Unlike the normal beam that only travels in a straight line, the newly added Shotgun Laser beam explodes in multiple directions after traveling a short distance. This shot causes heavy damage if the player can target a single enemy with it. However, holding the button down after the gauge is flashing causes the beam to return to the normal transverse beam (the gauge alternates between flashing and returning to the normal state while the button is held down), so the player must release the button at the right timing in order to successfully target enemies. The other newly added beam, the Search Laser, is semi-homing, and can bend at angles up to 45°.
Raiden consists of eight vertical scrolling missions where the player maneuvers the Raiden craft dodging and destroying enemy robots, buildings, ground targets, and aircraft. There are bombs and missile powerups as well as collectable medals which add to the score. When player dies, the fighter's fragments become projectiles that damage enemies.
After defeating the Stage 8 boss, the mission is completed, and player receives 1 million points for each completed loop. Afterwards, it will start back to Stage 1. This time around, enemies shoot faster and at a more rapid rate.
The player's character is a human who rides a large, green, flying Chinese-style dragon. The dragon is invincible, capable of blocking most enemy projectiles and damaging enemies on contact; the human, however, is not, but is armed with a forward-firing crossbow.
The dragon's body is flexible and responds to the player's movement, enabling the player to use the dragon as a mobile shield or as a whip-like weapon. You can also circle the tail around a group of enemies to kill them. The tail of the yellow or blue dragon can be coiled around the player to offer almost complete invulnerability for a limited time.
The dragon can also spit fireballs. By holding the fire button down, the dragon will build up fire in its mouth; the longer the button is held down, the more powerful the fireball will be. There are four levels of fireball power; at its strongest, the fireball resembles a dragon's head. The game also contains some platforming elements - the human is able to dismount on horizontal platforms.
Power-ups can be acquired by shooting small green dragons that appear intermittently throughout the levels, or they can be collected from the ground on foot. There are four different power-ups, each of which provides a different weapon to the dragon. Collecting multiple power-ups of the same colour makes that weapon more powerful. The dragon changes colour depending upon which power-up has been collected. Red enables the dragon to breathe a flame. The flame gets longer if more power-ups are collected. Yellow enables the dragon's body to fire crescents in all directions. White enables the dragon to produce up to four miniature dragons, which home in on enemies. Blue enables the dragon to fire downward bolts of electricity from its underside.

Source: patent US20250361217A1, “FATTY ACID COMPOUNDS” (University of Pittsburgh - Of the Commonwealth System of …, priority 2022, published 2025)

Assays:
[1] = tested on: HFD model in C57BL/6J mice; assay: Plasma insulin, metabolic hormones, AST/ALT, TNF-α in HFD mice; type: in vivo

Darius is a two-dimensional horizontally scrolling shoot 'em up set in a fictional future. Uniquely among shoot 'em ups, the game's screen is three times wider than conventional size, and the arcade cabinet uses an arrangement of three screens to accommodate it. The player controls an ornate fighter spacecraft, named the Silver Hawk, and must navigate through scrolling terrain while battling a variety of fighter craft, ground vehicles, turrets, and other obstacles throughout the game's stages (referred to as zones in the game). The ship's arsenal consists of forward-firing missiles, aerial bombs and a protective force field, all of which can be upgraded by power-ups (in the form of large, colored orbs) that are dropped by specially-colored enemies throughout the game's zones. When the player reaches the end of a zone, a boss appears, which must be defeated to proceed. Once the boss of a zone is destroyed, the player is given a choice of which zone to play next via a branching path. While there are 28 zones in total, only seven can be played in a single run.
Darius Gaiden is a two-dimensional shoot'em up. The player controls a space ship named the Silver Hawk and must guide it through scrolling stages, destroying enemies and avoiding obstacles along the way. The ship is armed with forward-firing missiles, aerial bombs and a protective force-field, all of which can be upgraded by various power-ups that are dropped by specially-colored enemies when they are destroyed by the player. New to the Silver Hawk's arsenal in Darius Gaiden is the 'black hole bomb.' When fired, the black hole bomb will create a large vortex in the center of the screen, which sucks in enemies and projectiles on the screen for a short moment, until it explodes into a powerful ball of lightning that inflicts massive damage onto every enemy on the screen.
Another feature introduced Darius Gaiden is the ability to capture minibosses, who appear in every stage. Each miniboss has a small, circular ball placed on them that, after receiving enough damage, will detach and float away, causing the miniboss to turn idle. If the player collects the ball, the miniboss will follow and aid the player. After a brief period of time, or the player loses a life, the miniboss will explode.